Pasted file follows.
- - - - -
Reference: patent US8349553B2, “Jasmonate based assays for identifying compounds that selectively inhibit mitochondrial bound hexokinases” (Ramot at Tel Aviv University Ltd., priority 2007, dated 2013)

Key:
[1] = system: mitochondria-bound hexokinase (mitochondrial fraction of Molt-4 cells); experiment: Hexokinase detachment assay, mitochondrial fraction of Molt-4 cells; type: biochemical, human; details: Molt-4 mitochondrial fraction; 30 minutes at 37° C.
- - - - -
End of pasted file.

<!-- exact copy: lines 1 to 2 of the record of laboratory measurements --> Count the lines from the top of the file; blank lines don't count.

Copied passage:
Reference: patent US8349553B2, “Jasmonate based assays for identifying compounds that selectively inhibit mitochondrial bound hexokinases” (Ramot at Tel Aviv University Ltd., priority 2007, dated 2013)

Key: